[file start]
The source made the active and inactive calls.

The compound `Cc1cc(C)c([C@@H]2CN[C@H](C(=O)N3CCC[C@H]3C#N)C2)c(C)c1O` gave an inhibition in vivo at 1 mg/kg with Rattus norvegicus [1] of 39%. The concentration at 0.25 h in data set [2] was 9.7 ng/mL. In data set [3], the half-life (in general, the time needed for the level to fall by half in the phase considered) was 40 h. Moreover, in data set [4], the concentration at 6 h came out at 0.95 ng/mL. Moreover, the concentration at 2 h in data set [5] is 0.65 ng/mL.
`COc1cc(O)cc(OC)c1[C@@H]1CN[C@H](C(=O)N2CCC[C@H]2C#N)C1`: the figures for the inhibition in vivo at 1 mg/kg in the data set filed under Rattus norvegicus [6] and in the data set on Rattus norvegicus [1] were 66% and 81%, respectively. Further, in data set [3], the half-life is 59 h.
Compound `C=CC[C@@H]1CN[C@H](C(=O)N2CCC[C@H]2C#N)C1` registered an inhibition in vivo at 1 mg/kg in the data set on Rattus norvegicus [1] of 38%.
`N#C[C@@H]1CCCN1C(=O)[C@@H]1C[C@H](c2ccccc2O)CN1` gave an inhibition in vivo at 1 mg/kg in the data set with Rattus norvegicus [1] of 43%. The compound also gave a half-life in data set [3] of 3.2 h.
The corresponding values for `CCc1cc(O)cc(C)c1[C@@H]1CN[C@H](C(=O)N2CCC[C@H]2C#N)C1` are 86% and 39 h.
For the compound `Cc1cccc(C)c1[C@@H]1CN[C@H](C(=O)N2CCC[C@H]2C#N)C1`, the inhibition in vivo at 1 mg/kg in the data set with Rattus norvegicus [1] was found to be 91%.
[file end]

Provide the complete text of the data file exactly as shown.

The source made the active and inactive calls.

The compound `Cc1cc(C)c([C@@H]2CN[C@H](C(=O)N3CCC[C@H]3C#N)C2)c(C)c1O` gave an inhibition in vivo at 1 mg/kg with Rattus norvegicus [1] of 39%. The concentration at 0.25 h in data set [2] was 9.7 ng/mL. In data set [3], the half-life (in general, the time needed for the level to fall by half in the phase considered) was 40 h. Moreover, in data set [4], the concentration at 6 h came out at 0.95 ng/mL. Moreover, the concentration at 2 h in data set [5] is 0.65 ng/mL.
`COc1cc(O)cc(OC)c1[C@@H]1CN[C@H](C(=O)N2CCC[C@H]2C#N)C1`: the figures for the inhibition in vivo at 1 mg/kg in the data set filed under Rattus norvegicus [6] and in the data set on Rattus norvegicus [1] were 66% and 81%, respectively. Further, in data set [3], the half-life is 59 h.
Compound `C=CC[C@@H]1CN[C@H](C(=O)N2CCC[C@H]2C#N)C1` registered an inhibition in vivo at 1 mg/kg in the data set on Rattus norvegicus [1] of 38%.
`N#C[C@@H]1CCCN1C(=O)[C@@H]1C[C@H](c2ccccc2O)CN1` gave an inhibition in vivo at 1 mg/kg in the data set with Rattus norvegicus [1] of 43%. The compound also gave a half-life in data set [3] of 3.2 h.
The corresponding values for `CCc1cc(O)cc(C)c1[C@@H]1CN[C@H](C(=O)N2CCC[C@H]2C#N)C1` are 86% and 39 h.
For the compound `Cc1cccc(C)c1[C@@H]1CN[C@H](C(=O)N2CCC[C@H]2C#N)C1`, the inhibition in vivo at 1 mg/kg in the data set with Rattus norvegicus [1] was found to be 91%.